Tuesday, March 09, 2004

Profit Motive for Abortion???
Phyllis Schlafly on the Abortion Industry

A few days ago I stumbled across -- well, no, actually I found it via a Google search -- a website called townhall.com.  It is a site with lots of columns written by persons with conservative political tendencies.  The column I read first was called Deficits Don't Matter, by Johan Goldberg.  Although I don't agree with everything he says, or even his main point, it was a reasonably good and informative piece.  So, I signed up for their e-mail TOC.  As a result, I read a column by William F. Buckley, The Impossible Reform; and one by George Will called You're Not In Control.  Again, well-written works, and not awfully ideologically slanted.  I read a few others, less noteworthy, but not overtly offensive, either.

Then -- it had to happen -- I stumbled across a column by Phyllis Shlafly.  It is called Ashcroft Stands Up to the Abortion Industry.  This article is noteworthy, yes, but only for its offensiveness. 

Ashcroft stands up to abortion industry
Phyllis Shlafly    March 8, 2004

Abortion has been legal in the United States for more than 30 years, yet little is publicly known about the practices of this billion-dollar industry. American taxpayers foot many of the costs but are left in the dark about what they fund.

That may soon change, thanks to the courageous defense by U.S. Attorney General John Ashcroft of the Partial-Birth Abortion Act. The Justice Department is battling three lawsuits that seek to overturn this statute, which President Bush signed into law on Nov. 5, 2003. [...]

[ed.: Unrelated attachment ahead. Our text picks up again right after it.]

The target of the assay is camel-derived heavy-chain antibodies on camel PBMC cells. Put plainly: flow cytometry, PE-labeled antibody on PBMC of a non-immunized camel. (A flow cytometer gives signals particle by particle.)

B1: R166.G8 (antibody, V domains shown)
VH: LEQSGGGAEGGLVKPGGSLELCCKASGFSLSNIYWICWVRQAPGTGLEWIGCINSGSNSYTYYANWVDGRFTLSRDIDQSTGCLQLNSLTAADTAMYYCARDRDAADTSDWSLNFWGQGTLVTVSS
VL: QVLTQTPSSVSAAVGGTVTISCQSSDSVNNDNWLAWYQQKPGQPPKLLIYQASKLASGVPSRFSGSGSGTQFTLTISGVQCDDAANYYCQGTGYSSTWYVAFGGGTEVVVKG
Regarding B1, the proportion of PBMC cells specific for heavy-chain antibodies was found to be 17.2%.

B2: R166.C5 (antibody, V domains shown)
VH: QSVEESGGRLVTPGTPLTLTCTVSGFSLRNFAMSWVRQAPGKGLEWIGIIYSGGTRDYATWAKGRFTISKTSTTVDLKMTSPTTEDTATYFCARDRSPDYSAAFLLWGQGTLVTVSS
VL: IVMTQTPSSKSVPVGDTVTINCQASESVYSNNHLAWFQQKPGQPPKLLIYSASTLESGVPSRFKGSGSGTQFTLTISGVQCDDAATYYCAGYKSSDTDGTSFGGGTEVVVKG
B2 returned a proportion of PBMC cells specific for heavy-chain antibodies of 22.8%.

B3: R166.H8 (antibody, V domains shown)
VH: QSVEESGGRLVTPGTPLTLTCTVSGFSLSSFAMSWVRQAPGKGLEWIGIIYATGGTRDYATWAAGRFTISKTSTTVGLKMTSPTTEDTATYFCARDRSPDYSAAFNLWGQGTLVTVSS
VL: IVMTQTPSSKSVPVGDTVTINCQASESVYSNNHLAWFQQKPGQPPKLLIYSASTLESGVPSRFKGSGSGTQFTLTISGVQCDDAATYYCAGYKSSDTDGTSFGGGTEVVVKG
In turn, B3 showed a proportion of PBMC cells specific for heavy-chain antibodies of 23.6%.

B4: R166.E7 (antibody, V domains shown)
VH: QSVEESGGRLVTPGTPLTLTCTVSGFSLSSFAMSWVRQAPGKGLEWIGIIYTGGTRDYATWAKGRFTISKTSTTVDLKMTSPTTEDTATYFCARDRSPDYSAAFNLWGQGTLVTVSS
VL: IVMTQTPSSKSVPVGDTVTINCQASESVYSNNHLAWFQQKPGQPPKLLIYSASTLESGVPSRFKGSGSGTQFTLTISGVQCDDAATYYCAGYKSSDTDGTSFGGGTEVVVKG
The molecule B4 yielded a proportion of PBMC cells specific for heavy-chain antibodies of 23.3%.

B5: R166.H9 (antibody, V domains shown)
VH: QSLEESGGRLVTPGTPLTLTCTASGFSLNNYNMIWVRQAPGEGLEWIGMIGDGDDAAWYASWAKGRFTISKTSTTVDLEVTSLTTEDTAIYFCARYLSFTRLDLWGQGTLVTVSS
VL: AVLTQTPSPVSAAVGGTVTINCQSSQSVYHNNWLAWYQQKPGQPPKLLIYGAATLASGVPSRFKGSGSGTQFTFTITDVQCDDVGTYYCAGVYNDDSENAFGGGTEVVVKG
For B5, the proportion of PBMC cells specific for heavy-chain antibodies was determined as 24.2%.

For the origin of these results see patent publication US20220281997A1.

The Justice Department has issued subpoenas for records about abortions performed by plaintiffs and their witnesses. When they ultimately take the witness stand to argue "medical necessity" for their abortions, U.S. attorneys can cross-examine them based on their own records.

No patient names will be revealed, as the government has already agreed to delete personal identifiers from the records. The issue is the conduct by the doctor, not the patient.

Requiring disclosure of material central to a lawsuit is Litigation 101, basic to the Anglo-American legal system. For hundreds of years, trials have relied on this adversarial system to sift fact from fiction.

Most people accept these rules of fairness. But abortionists are accustomed to withholding information about abortion, such as its correlation with breast cancer.

[...]The former Republican counsel to the U.S. Senate Judiciary Committee, Manuel Miranda, recently observed that clinics derive an average of $1,000 for each abortion performed.

In its 2002-2003 annual report, Planned Parenthood reported a hefty operating gain of $36.6 million. At a time when companies are struggling to remain profitable, Planned Parenthood reported a 200 percent increase over the previous year's $12.2 million gain.

In a riveting interview, Miranda explained that the political fight over abortion is about "profits," not just "rights."